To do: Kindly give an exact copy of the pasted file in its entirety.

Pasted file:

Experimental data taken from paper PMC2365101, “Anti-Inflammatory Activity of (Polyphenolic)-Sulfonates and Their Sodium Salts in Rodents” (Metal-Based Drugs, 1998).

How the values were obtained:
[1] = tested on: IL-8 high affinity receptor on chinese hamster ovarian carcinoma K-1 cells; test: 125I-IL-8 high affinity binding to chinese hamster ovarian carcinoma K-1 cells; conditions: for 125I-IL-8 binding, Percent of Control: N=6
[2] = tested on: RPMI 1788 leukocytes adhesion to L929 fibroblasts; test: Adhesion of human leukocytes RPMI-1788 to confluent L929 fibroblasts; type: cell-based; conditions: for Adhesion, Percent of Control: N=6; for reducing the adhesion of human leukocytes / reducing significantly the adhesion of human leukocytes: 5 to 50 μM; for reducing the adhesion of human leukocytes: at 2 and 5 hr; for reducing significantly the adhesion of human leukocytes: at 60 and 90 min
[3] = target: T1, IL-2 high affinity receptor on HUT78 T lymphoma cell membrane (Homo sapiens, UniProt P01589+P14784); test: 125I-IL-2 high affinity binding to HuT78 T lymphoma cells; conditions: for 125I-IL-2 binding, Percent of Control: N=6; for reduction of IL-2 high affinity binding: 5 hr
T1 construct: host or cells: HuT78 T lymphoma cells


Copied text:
Experimental data taken from paper PMC2365101, “Anti-Inflammatory Activity of (Polyphenolic)-Sulfonates and Their Sodium Salts in Rodents” (Metal-Based Drugs, 1998).

How the values were obtained:
[1] = tested on: IL-8 high affinity receptor on chinese hamster ovarian carcinoma K-1 cells; test: 125I-IL-8 high affinity binding to chinese hamster ovarian carcinoma K-1 cells; conditions: for 125I-IL-8 binding, Percent of Control: N=6
[2] = tested on: RPMI 1788 leukocytes adhesion to L929 fibroblasts; test: Adhesion of human leukocytes RPMI-1788 to confluent L929 fibroblasts; type: cell-based; conditions: for Adhesion, Percent of Control: N=6; for reducing the adhesion of human leukocytes / reducing significantly the adhesion of human leukocytes: 5 to 50 μM; for reducing the adhesion of human leukocytes: at 2 and 5 hr; for reducing significantly the adhesion of human leukocytes: at 60 and 90 min
[3] = target: T1, IL-2 high affinity receptor on HUT78 T lymphoma cell membrane (Homo sapiens, UniProt P01589+P14784); test: 125I-IL-2 high affinity binding to HuT78 T lymphoma cells; conditions: for 125I-IL-2 binding, Percent of Control: N=6; for reduction of IL-2 high affinity binding: 5 hr
T1 construct: host or cells: HuT78 T lymphoma cells